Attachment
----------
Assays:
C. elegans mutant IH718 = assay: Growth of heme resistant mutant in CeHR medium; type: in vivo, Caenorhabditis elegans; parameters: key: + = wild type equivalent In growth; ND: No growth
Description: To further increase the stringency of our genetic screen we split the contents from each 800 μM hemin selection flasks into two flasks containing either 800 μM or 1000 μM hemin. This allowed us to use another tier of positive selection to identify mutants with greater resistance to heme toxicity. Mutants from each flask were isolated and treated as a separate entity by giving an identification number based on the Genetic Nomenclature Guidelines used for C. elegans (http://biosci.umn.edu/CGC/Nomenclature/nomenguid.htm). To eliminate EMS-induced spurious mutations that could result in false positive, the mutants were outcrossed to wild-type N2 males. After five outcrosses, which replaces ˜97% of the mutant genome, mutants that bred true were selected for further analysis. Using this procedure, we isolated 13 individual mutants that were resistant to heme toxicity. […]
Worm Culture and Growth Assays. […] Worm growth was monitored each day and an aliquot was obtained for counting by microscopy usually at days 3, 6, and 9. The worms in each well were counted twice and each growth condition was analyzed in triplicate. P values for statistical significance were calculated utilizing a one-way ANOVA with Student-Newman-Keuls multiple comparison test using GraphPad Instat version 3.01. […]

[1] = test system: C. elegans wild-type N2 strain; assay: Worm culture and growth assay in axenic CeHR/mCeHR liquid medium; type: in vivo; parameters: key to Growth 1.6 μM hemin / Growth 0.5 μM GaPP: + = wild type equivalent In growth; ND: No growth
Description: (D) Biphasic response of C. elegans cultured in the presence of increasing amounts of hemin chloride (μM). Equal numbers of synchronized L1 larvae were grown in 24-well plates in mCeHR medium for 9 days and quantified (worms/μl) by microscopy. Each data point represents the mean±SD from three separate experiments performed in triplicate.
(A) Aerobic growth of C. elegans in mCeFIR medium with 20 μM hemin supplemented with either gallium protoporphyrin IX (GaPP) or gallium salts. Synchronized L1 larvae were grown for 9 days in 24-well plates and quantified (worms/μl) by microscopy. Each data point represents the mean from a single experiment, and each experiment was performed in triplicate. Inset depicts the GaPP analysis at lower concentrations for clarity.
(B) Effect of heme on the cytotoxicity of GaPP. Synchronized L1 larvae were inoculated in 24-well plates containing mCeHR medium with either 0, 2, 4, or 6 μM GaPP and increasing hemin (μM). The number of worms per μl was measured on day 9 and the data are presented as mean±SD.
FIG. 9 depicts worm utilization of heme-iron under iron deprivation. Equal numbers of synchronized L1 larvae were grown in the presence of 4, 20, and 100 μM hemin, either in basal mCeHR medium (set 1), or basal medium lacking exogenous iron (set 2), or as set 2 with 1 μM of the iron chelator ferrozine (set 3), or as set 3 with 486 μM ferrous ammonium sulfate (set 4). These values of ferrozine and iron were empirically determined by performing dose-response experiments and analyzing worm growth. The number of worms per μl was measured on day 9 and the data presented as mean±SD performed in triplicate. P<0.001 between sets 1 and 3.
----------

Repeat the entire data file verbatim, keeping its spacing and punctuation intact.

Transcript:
Assays:
C. elegans mutant IH718 = assay: Growth of heme resistant mutant in CeHR medium; type: in vivo, Caenorhabditis elegans; parameters: key: + = wild type equivalent In growth; ND: No growth
Description: To further increase the stringency of our genetic screen we split the contents from each 800 μM hemin selection flasks into two flasks containing either 800 μM or 1000 μM hemin. This allowed us to use another tier of positive selection to identify mutants with greater resistance to heme toxicity. Mutants from each flask were isolated and treated as a separate entity by giving an identification number based on the Genetic Nomenclature Guidelines used for C. elegans (http://biosci.umn.edu/CGC/Nomenclature/nomenguid.htm). To eliminate EMS-induced spurious mutations that could result in false positive, the mutants were outcrossed to wild-type N2 males. After five outcrosses, which replaces ˜97% of the mutant genome, mutants that bred true were selected for further analysis. Using this procedure, we isolated 13 individual mutants that were resistant to heme toxicity. […]
Worm Culture and Growth Assays. […] Worm growth was monitored each day and an aliquot was obtained for counting by microscopy usually at days 3, 6, and 9. The worms in each well were counted twice and each growth condition was analyzed in triplicate. P values for statistical significance were calculated utilizing a one-way ANOVA with Student-Newman-Keuls multiple comparison test using GraphPad Instat version 3.01. […]

[1] = test system: C. elegans wild-type N2 strain; assay: Worm culture and growth assay in axenic CeHR/mCeHR liquid medium; type: in vivo; parameters: key to Growth 1.6 μM hemin / Growth 0.5 μM GaPP: + = wild type equivalent In growth; ND: No growth
Description: (D) Biphasic response of C. elegans cultured in the presence of increasing amounts of hemin chloride (μM). Equal numbers of synchronized L1 larvae were grown in 24-well plates in mCeHR medium for 9 days and quantified (worms/μl) by microscopy. Each data point represents the mean±SD from three separate experiments performed in triplicate.
(A) Aerobic growth of C. elegans in mCeFIR medium with 20 μM hemin supplemented with either gallium protoporphyrin IX (GaPP) or gallium salts. Synchronized L1 larvae were grown for 9 days in 24-well plates and quantified (worms/μl) by microscopy. Each data point represents the mean from a single experiment, and each experiment was performed in triplicate. Inset depicts the GaPP analysis at lower concentrations for clarity.
(B) Effect of heme on the cytotoxicity of GaPP. Synchronized L1 larvae were inoculated in 24-well plates containing mCeHR medium with either 0, 2, 4, or 6 μM GaPP and increasing hemin (μM). The number of worms per μl was measured on day 9 and the data are presented as mean±SD.
FIG. 9 depicts worm utilization of heme-iron under iron deprivation. Equal numbers of synchronized L1 larvae were grown in the presence of 4, 20, and 100 μM hemin, either in basal mCeHR medium (set 1), or basal medium lacking exogenous iron (set 2), or as set 2 with 1 μM of the iron chelator ferrozine (set 3), or as set 3 with 486 μM ferrous ammonium sulfate (set 4). These values of ferrozine and iron were empirically determined by performing dose-response experiments and analyzing worm growth. The number of worms per μl was measured on day 9 and the data presented as mean±SD performed in triplicate. P<0.001 between sets 1 and 3.